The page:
It’s difficult to imagine that this energy commodity could offer a promising opportunity for profit when you observe its performance across different timeframes, including yearly, half-yearly, and even year-to-date. Below is a chart displaying its performance over the course of one year.
Natural gas futures have performed the worst among all commodities on the mentioned timeframes, losing 73% of their price in one year. They are almost double the percentage loss of the next worst-performing commodity, oats futures.
The chart below sheds light on the poor performance of natural gas futures.
Note: The shaded area indicates the range between the historical minimum and maximum values for the weekly series from 2018 through 2022. The dashed vertical lines indicate current and year-ago weekly periods.
The blue line on the chart represents the current level of working gas in storage for natural gas futures, which stands at 2,063 billion cubic feet (Bcf). This is close to a 5-year high and well above both the 5-year average (gray line, 1,722 Bcf) and last year’s reading of 1,556 Bcf.
This outcome is the result of misbalance in the market.
The volume of U.S. Natural Gas Marketed Production in February was 3,084,913 million cubic feet compared to 2,959,454 million cubic feet of U.S. Natural Gas Total Consumption. This excess in the market is bearish for natural gas.
Let us jump to a technical chart where I spotted a pattern that promises an opportunity.
The idea behind this opportunity is straightforward. The quarterly chart above shows a significant range established at the start of this century, with the top of 2000 at $10 and the bottom of 2002 at $1.9.
Over the past 22 years, the price has reached or even exceeded the ceiling four times, with the last being last year at precisely $10. The bottom for the same period has been touched four times as well, with the last one being this quarter exactly at $1.9.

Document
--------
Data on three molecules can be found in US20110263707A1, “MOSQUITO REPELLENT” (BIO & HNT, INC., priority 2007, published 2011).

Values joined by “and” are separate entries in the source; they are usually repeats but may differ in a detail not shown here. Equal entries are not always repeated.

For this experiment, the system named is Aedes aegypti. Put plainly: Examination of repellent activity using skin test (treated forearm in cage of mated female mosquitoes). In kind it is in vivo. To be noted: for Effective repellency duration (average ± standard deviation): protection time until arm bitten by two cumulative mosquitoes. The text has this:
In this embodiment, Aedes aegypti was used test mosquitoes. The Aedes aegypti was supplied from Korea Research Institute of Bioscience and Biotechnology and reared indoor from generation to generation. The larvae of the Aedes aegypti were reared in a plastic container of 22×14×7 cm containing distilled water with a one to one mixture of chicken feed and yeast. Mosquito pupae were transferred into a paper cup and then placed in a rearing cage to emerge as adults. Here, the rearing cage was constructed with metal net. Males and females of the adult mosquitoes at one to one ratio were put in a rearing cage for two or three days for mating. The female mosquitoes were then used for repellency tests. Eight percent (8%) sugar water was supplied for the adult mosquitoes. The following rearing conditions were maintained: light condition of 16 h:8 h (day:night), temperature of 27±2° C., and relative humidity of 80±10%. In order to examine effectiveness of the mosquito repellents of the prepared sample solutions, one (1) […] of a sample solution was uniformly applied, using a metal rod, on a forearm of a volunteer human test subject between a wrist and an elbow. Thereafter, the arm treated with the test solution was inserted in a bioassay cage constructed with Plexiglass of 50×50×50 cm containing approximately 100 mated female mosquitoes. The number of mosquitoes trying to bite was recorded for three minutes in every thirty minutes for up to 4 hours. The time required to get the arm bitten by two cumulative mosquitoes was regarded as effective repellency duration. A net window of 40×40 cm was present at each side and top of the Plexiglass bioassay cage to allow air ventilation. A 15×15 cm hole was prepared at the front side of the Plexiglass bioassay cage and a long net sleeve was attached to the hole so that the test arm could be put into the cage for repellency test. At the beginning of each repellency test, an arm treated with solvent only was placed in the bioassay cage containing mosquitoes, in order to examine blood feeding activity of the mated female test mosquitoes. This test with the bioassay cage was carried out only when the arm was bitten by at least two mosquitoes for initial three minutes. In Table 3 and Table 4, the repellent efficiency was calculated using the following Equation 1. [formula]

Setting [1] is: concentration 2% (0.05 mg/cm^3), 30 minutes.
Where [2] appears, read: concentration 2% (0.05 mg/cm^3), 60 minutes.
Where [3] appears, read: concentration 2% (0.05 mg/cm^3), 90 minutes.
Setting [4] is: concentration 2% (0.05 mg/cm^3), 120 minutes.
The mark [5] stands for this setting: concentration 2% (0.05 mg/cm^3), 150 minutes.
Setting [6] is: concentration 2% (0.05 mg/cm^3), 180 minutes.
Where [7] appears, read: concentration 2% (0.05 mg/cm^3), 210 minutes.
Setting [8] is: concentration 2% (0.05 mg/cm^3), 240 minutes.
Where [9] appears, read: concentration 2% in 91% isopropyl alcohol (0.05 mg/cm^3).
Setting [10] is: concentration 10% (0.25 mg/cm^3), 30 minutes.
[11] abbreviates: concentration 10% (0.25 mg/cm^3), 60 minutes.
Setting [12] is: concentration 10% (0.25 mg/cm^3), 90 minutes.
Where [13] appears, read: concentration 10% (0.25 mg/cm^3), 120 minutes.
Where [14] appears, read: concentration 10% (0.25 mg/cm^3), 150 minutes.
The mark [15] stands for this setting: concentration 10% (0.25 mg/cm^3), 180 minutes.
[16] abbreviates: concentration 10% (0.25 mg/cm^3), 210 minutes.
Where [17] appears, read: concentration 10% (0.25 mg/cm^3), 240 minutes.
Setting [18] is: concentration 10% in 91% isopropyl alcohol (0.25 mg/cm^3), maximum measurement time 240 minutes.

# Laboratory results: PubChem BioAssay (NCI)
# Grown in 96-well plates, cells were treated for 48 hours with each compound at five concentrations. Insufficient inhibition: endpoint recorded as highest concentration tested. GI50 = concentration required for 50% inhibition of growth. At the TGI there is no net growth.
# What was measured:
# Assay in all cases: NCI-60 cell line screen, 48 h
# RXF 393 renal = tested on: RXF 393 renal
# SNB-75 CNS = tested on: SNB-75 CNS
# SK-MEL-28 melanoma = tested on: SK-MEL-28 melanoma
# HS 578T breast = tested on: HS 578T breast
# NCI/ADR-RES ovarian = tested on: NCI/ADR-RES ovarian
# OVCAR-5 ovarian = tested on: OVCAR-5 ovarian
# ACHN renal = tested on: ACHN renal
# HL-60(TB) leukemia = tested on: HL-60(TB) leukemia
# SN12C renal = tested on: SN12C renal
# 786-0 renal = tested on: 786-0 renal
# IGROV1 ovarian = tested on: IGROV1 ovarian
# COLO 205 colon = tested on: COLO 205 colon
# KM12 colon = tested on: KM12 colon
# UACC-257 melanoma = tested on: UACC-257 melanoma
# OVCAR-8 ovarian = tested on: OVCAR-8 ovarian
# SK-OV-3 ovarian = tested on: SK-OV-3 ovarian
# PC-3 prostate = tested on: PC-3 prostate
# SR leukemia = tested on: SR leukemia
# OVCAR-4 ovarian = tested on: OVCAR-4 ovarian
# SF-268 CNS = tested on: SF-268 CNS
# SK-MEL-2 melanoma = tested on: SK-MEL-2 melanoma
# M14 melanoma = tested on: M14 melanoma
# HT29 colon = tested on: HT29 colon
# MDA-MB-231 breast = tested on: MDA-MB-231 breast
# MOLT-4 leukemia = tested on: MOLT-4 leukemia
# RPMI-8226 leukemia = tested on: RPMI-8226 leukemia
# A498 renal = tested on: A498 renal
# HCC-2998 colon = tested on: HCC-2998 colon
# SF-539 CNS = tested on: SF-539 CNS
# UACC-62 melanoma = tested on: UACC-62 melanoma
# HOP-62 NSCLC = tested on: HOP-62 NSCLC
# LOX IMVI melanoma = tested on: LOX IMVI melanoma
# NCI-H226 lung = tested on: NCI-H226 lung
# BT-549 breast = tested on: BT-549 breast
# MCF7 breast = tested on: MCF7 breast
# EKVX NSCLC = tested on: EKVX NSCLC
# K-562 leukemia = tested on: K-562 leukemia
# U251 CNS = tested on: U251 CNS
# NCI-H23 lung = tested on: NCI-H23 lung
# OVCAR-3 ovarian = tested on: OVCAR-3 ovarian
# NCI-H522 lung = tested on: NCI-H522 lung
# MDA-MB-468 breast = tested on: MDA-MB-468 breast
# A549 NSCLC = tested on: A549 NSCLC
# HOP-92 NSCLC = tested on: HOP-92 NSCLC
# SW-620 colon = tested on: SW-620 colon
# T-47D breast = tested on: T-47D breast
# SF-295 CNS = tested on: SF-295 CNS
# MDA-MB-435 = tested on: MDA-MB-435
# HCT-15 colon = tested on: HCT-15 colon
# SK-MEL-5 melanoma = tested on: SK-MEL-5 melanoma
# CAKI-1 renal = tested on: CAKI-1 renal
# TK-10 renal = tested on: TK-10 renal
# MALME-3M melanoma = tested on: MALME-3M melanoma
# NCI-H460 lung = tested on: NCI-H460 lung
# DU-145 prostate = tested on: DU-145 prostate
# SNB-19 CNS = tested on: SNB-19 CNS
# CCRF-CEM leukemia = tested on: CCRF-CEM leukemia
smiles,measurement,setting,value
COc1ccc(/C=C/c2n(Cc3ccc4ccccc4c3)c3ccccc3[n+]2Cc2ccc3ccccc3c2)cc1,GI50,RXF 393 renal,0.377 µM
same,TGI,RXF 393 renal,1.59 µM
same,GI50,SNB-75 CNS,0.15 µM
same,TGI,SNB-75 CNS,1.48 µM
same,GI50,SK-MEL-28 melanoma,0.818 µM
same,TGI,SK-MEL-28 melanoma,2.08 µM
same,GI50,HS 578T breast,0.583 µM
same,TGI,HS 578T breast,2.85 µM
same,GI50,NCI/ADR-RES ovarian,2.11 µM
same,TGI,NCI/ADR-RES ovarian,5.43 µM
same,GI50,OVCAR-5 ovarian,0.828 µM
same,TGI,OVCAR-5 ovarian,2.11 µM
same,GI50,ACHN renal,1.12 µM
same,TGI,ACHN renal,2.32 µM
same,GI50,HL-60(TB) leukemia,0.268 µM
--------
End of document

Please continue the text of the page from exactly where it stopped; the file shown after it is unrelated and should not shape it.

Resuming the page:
This could signal a significant profit potential, as the target at the peak of the range at $10 is 4.5 times the current price of $2.2.
The market price remains low due to bearish fundamentals, but there is a bullish alert to consider. The winter heating season data shows consumption for electric power generation, as depicted in the chart below.
According to U.S. Energy Information Administration, “Natural gas consumed for electric power generation in the United States during the 2022–2023 winter heating season (November 1–March 31) averaged 30.6 billion cubic feet per day (Bcf/d), the highest winter heating season average on record, based on data from S&P Global Commodity Insights. Natural gas consumed for electric power generation has increased most winter heating seasons since 2016–2017 with the continued reductions in coal-fired electricity generation and the overall growth in electricity demand.”
Although natural gas is a fossil fuel, it is considered a cleaner energy source compared to coal, which makes it a preferred choice for many countries. This is a bullish factor for natural gas.
Additionally, abnormal cold weather during recent winter seasons has led to increased demand for heating, which could prompt buyers to stockpile natural gas at relatively cheap prices ahead of the new heating season.
Another factor contributing to the volatility of natural gas prices is recent geopolitical events, which have forced Europe to search for alternative supply sources of energy to replace Russian gas, with some turning to American liquefied natural gas (LNG) as an option. This process is still ongoing and could lead to further volatility in the price of natural gas this year.
Disclosure: This contributor has no positions in any stocks mentioned in this article. This article is the opinion of the contributor themselves. The above is a matter of opinion provided for general information purposes only and is not intended as investment advice. This contributor is not receiving compensation (other than from INO.com) for their opinion.
This post was originally published on INO.com